Predictably, it was not a good week for us. Henry had been around six years longer than our youngest son and was in every way a valued member of the family. When he began losing weight at an increased rate prior to the holidays, we took him to the vet and blood work showed that his kidneys were beginning to operate less efficiently (a common problem with older cats) and that he might also have developed a tumor on his pancreas. We talked about it as a family, and decided that as long as his quality of life did not appear to be suffering, we'd stick by him. We were rewarded with a happy holiday season during which Henry did his usual thing, greeting visitors and finding a comfortable spot on strangers' laps.
A few days into the New Year, however, we began noticing the three signs our veterinarian, Dr. Daniel Silverberg of Township Line Animal Hospital, warned us to look for, all of which signaled a reduced quality of life. Henry's behavior changed (rather than coming to our laps, he began lying on the corner of the couch in the same place without moving much), he stopped grooming himself, and his appetite began to wane. He would take some tuna or wet cat food if it was placed directly in front of him, but had no interest in the usual dry cat food, and was eating even less and less of the good stuff as the days passed. In addition, a hitch in his hip that had been only barely perceptible at first became more pronounced and began affecting the second hip, as well. After about six days, it was obvious to all of us that a definite change for the worse had occurred.
Of course, with five people in the house, it's never easy to come to a consensus on what to do when an old friend's health begins to fail, even when it's a pet depending entirely on its owners to make the hard choices. Some are in favor of immediate action, while others barely want to talk about it at all. In our case, there was also the issue of how much to involve my eighth grader in the process; he had known Henry his entire life and stood to be the most emotionally affected by his loss.
In the end, I arranged a family meeting, making sure everyone was available to attend. I went over all the facts, including the many ways in which Henry's health seemed to be deteriorating, and we all discussed the possibilities that doing nothing presented, namely that our cat would injure himself in his weakened state trying to walk to the water dish or the box, or that he might fall into a state of perpetual pain that we could do nothing about depending on the time of day or night. The decision was made to take him to the vet so that his passing could be handled in a professional, humane fashion.
And by the way, I called our veterinarian ahead of time to find-out when they could see us. It's important to understand that a vet will not always be able to accommodate you at the last minute, should you wait until your pet is in serious trouble or discomfort, which leaves a 24-hour animal hospital as the only option. This can require a needlessly long drive for you and your suffering animal, as well as an unfamiliar practitioner with whom you have no relationship.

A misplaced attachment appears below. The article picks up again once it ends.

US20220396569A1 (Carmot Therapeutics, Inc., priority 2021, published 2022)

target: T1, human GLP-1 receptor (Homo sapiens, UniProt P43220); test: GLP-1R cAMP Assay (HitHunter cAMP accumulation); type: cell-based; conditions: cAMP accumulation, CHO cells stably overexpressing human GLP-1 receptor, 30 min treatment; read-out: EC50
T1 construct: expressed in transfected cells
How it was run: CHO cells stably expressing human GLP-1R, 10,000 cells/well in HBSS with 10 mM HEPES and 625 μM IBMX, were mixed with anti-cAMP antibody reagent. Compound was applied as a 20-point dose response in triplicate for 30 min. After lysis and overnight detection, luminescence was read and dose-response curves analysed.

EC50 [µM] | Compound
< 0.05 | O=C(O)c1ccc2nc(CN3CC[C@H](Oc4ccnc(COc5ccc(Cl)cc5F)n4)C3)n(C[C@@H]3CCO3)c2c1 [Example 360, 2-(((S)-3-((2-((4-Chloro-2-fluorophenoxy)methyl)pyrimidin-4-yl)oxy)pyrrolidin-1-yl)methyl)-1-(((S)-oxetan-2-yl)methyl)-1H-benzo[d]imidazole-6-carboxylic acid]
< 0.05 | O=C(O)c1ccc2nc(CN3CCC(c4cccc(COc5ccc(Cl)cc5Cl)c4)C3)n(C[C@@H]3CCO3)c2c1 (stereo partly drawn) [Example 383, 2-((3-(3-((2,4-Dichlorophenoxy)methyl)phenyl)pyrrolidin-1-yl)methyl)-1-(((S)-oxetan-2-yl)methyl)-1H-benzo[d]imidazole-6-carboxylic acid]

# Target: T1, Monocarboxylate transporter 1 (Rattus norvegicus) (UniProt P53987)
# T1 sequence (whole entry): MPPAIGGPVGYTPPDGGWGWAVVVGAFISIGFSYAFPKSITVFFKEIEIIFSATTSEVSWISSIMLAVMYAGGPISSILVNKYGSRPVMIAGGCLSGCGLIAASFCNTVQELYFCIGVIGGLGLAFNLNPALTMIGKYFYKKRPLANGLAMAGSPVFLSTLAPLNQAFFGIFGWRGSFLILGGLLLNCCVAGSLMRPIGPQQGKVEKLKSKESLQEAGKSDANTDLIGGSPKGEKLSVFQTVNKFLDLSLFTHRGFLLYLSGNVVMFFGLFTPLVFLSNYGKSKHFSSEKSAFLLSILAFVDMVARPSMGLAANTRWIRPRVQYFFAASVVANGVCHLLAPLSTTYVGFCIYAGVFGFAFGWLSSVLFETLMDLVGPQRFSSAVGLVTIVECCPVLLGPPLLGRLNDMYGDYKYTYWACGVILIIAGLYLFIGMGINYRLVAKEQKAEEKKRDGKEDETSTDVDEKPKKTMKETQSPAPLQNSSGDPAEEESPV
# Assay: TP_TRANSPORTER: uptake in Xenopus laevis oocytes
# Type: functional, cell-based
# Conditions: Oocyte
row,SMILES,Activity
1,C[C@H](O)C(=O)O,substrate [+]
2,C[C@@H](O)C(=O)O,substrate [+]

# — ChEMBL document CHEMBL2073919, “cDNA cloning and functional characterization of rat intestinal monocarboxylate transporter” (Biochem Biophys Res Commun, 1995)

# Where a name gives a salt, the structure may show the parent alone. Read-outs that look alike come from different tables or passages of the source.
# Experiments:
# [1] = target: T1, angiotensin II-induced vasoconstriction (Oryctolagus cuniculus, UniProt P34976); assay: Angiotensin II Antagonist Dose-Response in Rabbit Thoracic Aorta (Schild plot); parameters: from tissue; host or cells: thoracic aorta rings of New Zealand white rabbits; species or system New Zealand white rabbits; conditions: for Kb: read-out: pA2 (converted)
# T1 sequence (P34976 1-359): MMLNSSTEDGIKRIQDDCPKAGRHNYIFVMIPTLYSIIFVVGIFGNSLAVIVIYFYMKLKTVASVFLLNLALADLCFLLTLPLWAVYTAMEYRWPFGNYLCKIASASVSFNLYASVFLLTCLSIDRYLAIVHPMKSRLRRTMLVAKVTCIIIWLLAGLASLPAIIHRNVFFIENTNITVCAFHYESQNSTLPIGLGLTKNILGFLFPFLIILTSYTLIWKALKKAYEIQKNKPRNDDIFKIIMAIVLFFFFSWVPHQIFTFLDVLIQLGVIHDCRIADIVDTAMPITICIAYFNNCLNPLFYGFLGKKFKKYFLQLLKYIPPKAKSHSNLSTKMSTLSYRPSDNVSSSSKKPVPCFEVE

I gave everyone in the family the option of going along with me to the vet, and two of my kids took me up on it. The staff carved-out time for us in the office when no other appointments were scheduled so we had the place to ourselves. They allowed as much time as we required alone with our pet and then guided us through the entire process. When Henry lost consciousness, he was getting the sort of treatment he always loved best: three different hands scratching his chin and petting his soft, white coat.
Looking back, I'm not sure there's any correct way to handle the loss of a pet, especially one that's been a long-term member of the family, other than to make sure the humane choice is made. I'm still not sure whether it was best to involve everyone as much as I did and I have people in my family who fall on both sides of that argument. The bottom line, I think, is that no matter how you handle it, the loss of a pet is not going to be a pleasant experience for anyone. How you approach the subject with you own kids will probably depend on your family's dynamic, and especially, the age of your children. The younger they are, the more advisable it probably is to distance them the specifics of what's going on.
What everyone agrees, though, is that we made the right decision as a family. Henry did not suffer. He was saved from that by our actions. And will forever remain in our memory as one heck of great pet, a good friend, and a beloved player in our Murphy family history.
---David MurphyRead more Parenting Perspective blogs by visiting the Parenting Channel on 6abc.com.